If Lithgow Court House Hotel's walls could talk

THE REGULARS: Mitch Vandervelden, Patrick 'Nicko' Ryan, former publican Ray Smith,  Heather Thompson, Bill Thompson, Bill Boundy, Kevin Rowe and Tom Legge. Picture: PHOEBE MOLONEY
THE REGULARS: Mitch Vandervelden, Patrick 'Nicko' Ryan, former publican Ray Smith, Heather Thompson, Bill Thompson, Bill Boundy, Kevin Rowe and Tom Legge. Picture: PHOEBE MOLONEY

The current publicans of the Court House Hotel will be serving the hotel’s last drinks on Sunday, March 19. With the much-loved pub closing its doors for the transfer of ownership to Mount Victoria resident, Mak Rana, it’s an apt time to take a walk (or stumble) down memory lane. 

Four permanent residents of the hotel’s accommodation have had to find new lodgings due to the closure. Des O’Connor, who has been living in the pub’s rooms for over four years, said he was sad to go.

“I've made plenty of friends here. But I guess I'll see them around, it's just a change of scenery.”

Kevin Rowe has been boarding in the pub for five years. His first drinks at the ‘Court House Corner’ were in the ‘70s when the bar still served counter lunches. 

“I'm very upset about it. I can't see it being a pub again the way things are going.”

Regulars of the ‘Naughty Courty’ have long-lasting and even inter-generational memories of the bar.

Patrick 'Nicko’ Ryan has been drinking at the Courty since 1956. He played rugby league for the Court House Dragons.

“I can remember playing quoits of a Saturday afternoon with my father. Whoever lost shouted everyone a drink. It was my pub, all my mates drank here.”

Mr Ryan can recall the Court House’s ‘six o’ clock swill’ before 6pm closing times were repealed in 1954, as well as the ‘drunks’ bus’. Mr Ryan said his brother moonlighted as an ‘SP Bookmaker’, running an illegal betting business through a hole in the hotel’s wall.

If the hotel’s walls could speak they would tell a lively tale of a pub that saw a myriad of entrepreneurial owners, meetings of ‘men of commerce’, political speeches delivered on the hotel’s balcony, licensee infringements and more than one criminal caught on its premises escaping trial at the court next door.  

A particularly gruesome story from the hotel’s early days is that of Patrick Gorman who was struck by a truck of coal at the Eskbank Colliery in 1885, cutting off both his legs at the knees. He was carried to the hotel to be treated, but died an hour after. 

“It is said that the poor old fellow, several times after the dreadful occurrence, was heard to cry out, 'Take off my boots',” wrote the Bathurst Free Press. 

The hotel’s first licensee began in 1882, and is among Main Street’s oldest original hotel buildings with the company of the Commercial and Tattersalls Hotel.

The Court House Hotel has undergone numerous structural changes. In 1917 licensee Harry Bloom opened the saloon bar, “thus making provision for customers of all classes”.

In 1938 the hotel lost its balcony. Licensee Bill Jensen is credited with extending the hotel backwards and into the shop next door, creating a section for the poker machines.

Tom Legge, who has been drinking at the Court House since 1979, can still remember the ‘Hen’s Bar’, a segregated area for women drinkers.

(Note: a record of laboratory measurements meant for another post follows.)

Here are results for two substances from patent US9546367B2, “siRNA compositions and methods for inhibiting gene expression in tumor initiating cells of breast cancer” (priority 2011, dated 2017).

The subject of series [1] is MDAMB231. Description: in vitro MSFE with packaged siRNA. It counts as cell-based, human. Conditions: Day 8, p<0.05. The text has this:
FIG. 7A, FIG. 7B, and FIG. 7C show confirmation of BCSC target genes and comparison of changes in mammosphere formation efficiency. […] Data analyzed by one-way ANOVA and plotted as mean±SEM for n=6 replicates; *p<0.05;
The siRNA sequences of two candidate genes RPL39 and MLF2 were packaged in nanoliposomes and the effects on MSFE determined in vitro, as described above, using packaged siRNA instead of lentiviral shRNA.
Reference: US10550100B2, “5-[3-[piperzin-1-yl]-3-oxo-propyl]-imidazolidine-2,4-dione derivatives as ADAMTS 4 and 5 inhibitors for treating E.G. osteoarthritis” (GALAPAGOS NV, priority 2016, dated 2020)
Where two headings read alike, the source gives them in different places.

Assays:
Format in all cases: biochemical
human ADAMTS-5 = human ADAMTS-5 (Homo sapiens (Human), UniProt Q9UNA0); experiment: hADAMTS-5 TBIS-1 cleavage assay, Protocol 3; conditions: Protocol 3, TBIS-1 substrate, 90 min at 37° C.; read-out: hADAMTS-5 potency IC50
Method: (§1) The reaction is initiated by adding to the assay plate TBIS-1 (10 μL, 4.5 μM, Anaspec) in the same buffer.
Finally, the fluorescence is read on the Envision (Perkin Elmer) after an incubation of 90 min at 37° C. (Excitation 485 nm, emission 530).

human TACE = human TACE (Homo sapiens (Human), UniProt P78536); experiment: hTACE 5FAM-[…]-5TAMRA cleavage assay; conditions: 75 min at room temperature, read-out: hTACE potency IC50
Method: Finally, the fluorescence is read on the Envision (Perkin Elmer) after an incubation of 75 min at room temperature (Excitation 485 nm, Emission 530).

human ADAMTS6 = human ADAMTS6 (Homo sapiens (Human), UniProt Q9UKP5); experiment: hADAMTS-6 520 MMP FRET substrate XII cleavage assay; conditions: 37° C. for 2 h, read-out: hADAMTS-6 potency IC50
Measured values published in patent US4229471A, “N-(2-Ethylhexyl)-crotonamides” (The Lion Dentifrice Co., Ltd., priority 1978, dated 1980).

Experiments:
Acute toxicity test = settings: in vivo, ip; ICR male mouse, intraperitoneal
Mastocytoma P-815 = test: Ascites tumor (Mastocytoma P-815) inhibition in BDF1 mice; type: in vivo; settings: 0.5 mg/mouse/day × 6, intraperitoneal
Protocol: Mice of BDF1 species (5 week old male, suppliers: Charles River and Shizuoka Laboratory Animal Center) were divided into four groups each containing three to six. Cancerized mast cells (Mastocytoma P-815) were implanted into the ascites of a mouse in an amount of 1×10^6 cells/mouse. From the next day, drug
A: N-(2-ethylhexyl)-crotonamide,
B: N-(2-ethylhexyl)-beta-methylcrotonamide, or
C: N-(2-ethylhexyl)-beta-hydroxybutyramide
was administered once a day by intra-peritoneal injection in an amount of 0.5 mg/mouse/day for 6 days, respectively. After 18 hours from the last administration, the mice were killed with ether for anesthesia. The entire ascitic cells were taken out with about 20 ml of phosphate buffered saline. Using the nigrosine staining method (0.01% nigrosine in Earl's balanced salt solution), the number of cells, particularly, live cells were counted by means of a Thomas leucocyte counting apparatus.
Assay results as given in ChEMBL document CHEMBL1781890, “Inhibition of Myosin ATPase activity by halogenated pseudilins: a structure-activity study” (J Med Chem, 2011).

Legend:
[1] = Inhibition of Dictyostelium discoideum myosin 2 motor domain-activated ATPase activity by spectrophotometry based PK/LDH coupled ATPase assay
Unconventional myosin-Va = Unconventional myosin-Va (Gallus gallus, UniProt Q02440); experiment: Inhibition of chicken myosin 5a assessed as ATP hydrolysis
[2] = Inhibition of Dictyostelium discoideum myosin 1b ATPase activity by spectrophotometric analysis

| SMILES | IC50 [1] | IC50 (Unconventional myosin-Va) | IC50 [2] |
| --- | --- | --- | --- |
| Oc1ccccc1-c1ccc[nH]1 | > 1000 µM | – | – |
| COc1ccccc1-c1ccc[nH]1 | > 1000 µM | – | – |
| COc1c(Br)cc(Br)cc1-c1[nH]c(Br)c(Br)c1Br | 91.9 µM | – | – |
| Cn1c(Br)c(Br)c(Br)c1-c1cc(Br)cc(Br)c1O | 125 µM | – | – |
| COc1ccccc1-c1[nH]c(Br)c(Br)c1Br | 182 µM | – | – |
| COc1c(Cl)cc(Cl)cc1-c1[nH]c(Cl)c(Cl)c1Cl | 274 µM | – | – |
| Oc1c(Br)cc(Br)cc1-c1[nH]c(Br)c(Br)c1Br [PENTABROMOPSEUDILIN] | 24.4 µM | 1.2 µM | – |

The oral history of the hotel, kept alive by its current patrons, are telling of the hotel’s changing politics.

“One thing about it is that it used to be a very strong Labor pub,” said Ray Smith, the publican of the hotel between 2007 and 2015.

“So I think it's had about five prime ministers through its doors: Ben Chifley, Whitlam, Keating, Bob Hawke and I can’t remember who the other one is.”

The presence of prime ministers has diminished as the price for a beer has increased. 

Bill Jensen and Bob Hawke at the Court House Hotel.

Bill Jensen and Bob Hawke at the Court House Hotel.

“When I first started drinking here we'd just switched to decimal currency,” said Mr Smith.

“A middy used to be one and five, and then it became 16 cents. They bumped everything up the cheeky buggers.” 

Mr Smith’s time as the publican of the Court House Hotel is remembered fondly by many of the hotel’s regulars.

Ben Hidding used to come to visit the hotel with his wife who has since passed. 

“We had a damn good time with Ray. On Sundays I liked the folk music and poetry which went on for years and years, it was relaxing to listen to.”

“Ten years ago, this is where all the young people came, Ray had bands and music. You would have your back against the wall before you could even see the bar,” Barry Hawkin said.

Ray Smith chuckles when he shares the story of “the worst drummer in Lithgow”, Egsy Ellroy.

“He was playing one night and he fell off his stool and rolled out onto the footpath.”

Apart from booking bands such as ‘Sound Surgers’ and ‘Out of Order’, regulars acknowledge Mr Smith’s effort in deterring bikies by banning gang colours and building loyalty through team sponsorship.

Patrons were loyal for other reasons. For a time it was the only pub on Main Street with Guinness on tap. 

“I have been drinking here for a long time. There's always nice people here, that’s why I come,” said Tom Legge. 

Bill Thomspon began visiting the pub when he was 25.

“I remember on St Patrick's Day it would be absolutely packed.”

Heather Thompson, Bill’s partner, admits that she just really loves the U-shape of the front bar. 

"No pubs have a bar like this,” Mrs Thompson said.

 “It's one where great personalities can really talk to each other."

Patrick Mahoney-Cross, the Court House Hotel’s current licensee and outgoing tenant, will be hosting St Patrick’s Day celebrations on Friday, March 17, and a car boot sale on Saturday, March 18.

Sunday, March 19, is the hotel’s last day of trading.